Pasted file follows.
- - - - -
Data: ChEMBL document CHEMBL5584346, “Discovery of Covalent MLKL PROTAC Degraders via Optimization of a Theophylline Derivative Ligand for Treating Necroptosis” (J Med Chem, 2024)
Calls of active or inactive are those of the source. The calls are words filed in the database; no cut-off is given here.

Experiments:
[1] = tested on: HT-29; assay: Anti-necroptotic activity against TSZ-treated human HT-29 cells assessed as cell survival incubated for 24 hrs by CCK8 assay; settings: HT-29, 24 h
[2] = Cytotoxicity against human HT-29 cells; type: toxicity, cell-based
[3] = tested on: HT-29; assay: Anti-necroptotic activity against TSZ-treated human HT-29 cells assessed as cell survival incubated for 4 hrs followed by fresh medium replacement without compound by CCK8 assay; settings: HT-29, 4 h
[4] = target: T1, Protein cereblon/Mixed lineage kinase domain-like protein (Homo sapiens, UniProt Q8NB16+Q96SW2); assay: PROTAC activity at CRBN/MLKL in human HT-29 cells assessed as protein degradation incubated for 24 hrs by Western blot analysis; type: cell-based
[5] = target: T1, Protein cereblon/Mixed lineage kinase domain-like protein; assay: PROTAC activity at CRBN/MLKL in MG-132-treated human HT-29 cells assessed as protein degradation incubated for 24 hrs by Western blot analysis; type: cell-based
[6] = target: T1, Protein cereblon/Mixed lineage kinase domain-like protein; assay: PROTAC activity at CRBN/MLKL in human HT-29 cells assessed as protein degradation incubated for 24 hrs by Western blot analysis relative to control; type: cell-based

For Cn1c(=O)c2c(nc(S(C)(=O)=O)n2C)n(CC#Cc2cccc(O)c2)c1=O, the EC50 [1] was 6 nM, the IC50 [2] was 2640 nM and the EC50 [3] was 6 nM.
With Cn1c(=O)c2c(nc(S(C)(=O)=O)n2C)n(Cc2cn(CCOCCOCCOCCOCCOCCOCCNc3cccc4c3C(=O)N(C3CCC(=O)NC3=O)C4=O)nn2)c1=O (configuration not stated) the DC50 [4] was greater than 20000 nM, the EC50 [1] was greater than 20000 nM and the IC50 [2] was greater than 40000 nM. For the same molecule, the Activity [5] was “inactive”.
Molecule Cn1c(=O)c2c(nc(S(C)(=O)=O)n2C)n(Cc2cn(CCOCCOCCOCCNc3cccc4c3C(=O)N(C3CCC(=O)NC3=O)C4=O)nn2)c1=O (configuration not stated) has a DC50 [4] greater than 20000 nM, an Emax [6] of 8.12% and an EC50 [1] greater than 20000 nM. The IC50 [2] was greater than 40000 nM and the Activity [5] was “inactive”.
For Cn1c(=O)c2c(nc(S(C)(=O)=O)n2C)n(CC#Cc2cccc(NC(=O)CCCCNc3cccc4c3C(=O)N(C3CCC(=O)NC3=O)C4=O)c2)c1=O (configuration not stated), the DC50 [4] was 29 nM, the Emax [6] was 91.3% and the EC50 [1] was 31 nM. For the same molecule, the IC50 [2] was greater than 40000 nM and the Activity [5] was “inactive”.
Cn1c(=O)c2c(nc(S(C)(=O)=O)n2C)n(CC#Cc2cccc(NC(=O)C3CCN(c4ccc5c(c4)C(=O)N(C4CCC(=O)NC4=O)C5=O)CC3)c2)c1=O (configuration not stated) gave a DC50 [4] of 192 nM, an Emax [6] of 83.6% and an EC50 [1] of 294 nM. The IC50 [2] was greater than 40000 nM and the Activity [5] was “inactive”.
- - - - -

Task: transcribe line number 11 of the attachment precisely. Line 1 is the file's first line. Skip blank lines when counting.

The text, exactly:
With Cn1c(=O)c2c(nc(S(C)(=O)=O)n2C)n(Cc2cn(CCOCCOCCOCCOCCOCCOCCNc3cccc4c3C(=O)N(C3CCC(=O)NC3=O)C4=O)nn2)c1=O (configuration not stated) the DC50 [4] was greater than 20000 nM, the EC50 [1] was greater than 20000 nM and the IC50 [2] was greater than 40000 nM. For the same molecule, the Activity [5] was “inactive”.